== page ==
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How Do You Become a Saint? What to Know About Canonization
(NBC NEWS) Sunday's canonization of Popes John Paul II and John XXIII is bringing attention to the complex process of becoming a saint, a highly regulated series of steps that can seem quite mysterious to those who are not devout Roman Catholics.
Here's a rundown on how martyrs and miracle-makers get into a club that is actually less exclusive than many might imagine:
How many saints are there?
It's hard to pin down an exact number, but more than you might think. In the old days, as in the first thousand years of the church's history, saints were created by popular demand. St. Ulrich of Augsburg was the first to be canonized by a pope, in 993, and the Vatican eventually took over and formalized the process.
The Vatican's Roman Martyrology says some 7,000 people have been canonized or beatified (an earlier step), but some scholars believe the total number of saints is more like 10,000.
Is it easier or harder to become a saint now?
The raw numbers would suggest it's easier, though they don't tell the entire story.
Pope Francis, who has been pontiff for just over a year, has already canonized 817 men and women, but 813 of them were martyrs from a single group of Italians who were beheaded by Ottoman Turks in the 15th Century.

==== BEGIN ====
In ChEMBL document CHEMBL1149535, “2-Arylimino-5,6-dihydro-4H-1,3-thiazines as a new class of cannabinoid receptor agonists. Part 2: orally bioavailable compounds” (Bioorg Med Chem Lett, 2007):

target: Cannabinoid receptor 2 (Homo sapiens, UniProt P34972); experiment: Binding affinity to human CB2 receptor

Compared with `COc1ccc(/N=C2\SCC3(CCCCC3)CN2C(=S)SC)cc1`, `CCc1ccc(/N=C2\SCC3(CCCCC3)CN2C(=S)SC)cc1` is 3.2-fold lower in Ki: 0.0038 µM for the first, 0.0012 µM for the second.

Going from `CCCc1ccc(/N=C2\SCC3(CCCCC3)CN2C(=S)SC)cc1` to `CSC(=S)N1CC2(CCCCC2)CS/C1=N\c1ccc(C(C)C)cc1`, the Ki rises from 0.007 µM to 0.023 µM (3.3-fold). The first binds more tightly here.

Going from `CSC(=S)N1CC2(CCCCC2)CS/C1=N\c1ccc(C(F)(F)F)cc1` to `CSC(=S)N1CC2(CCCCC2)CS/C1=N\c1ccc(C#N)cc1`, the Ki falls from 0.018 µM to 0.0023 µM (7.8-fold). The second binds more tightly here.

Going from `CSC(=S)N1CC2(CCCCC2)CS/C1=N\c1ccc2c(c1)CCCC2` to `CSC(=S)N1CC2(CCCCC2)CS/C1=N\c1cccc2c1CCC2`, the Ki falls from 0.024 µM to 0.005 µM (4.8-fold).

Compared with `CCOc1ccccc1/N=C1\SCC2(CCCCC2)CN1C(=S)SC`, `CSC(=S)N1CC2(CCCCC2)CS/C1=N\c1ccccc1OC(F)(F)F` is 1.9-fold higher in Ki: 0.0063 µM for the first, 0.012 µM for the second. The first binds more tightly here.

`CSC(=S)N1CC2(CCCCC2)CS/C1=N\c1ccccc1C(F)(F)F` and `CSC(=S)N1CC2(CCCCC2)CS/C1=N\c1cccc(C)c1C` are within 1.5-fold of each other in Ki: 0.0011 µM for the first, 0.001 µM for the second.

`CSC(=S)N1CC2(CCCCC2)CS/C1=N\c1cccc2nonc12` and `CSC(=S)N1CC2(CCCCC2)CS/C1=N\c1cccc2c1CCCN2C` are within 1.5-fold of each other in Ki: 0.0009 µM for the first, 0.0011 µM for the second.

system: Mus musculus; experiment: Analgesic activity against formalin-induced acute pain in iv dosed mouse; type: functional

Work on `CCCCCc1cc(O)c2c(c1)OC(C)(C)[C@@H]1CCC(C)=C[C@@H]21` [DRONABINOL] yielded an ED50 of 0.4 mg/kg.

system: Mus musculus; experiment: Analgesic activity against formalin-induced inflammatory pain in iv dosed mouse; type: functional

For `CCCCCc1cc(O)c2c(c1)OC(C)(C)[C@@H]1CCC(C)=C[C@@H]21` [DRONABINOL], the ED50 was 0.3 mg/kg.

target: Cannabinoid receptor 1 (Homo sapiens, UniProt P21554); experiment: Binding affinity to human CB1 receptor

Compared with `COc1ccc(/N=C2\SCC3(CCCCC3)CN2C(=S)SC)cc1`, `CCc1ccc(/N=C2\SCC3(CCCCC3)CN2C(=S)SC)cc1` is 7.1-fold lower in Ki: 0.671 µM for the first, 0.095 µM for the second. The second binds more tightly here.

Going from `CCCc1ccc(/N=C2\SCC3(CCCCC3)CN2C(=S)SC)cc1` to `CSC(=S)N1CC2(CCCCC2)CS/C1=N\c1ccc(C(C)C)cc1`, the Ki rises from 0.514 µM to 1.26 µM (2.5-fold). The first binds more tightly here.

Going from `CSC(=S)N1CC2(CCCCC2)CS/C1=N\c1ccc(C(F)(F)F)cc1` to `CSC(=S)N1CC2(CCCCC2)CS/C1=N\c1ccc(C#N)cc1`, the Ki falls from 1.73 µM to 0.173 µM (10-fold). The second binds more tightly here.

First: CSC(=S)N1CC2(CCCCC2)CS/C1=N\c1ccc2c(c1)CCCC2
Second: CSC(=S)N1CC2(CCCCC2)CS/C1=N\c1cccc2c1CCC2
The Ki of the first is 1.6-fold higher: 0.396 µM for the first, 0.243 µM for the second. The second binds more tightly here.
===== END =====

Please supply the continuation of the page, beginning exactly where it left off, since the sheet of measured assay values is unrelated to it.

John Paul II canonized 482 during the quarter-century he presided over the church, but more than 400 of those were from groups of martyrs, according to the Catholic World Report. By contrast, Pope Benedict XVI added 45 saints during his pontificate.
Does every pope become a saint?
With so many halos being handed out, you might think so. Yet only about a third of all popes are saints, and it's getting harder to make the leap the from St. Peter's throne to sainthood, according to the Pew Research Center.
Fifty-two of the first 55 popes got the nod but that pace has slowed dramatically. Only five popes have become saints in the last 1,000 years, although that will now shoot up to seven. Four more popes who died between 1878 and 1978 are in the pipeline, Pius IX, Pius XII, Paul VI, and John Paul I, but JPII leapfrogged ahead of them.
This article is an excerpt from NBC News Senior Writer Tracy Conner's original.
For the full article CLICK HERE.
CLICK HERE for the official canonization booklet from the Vatican.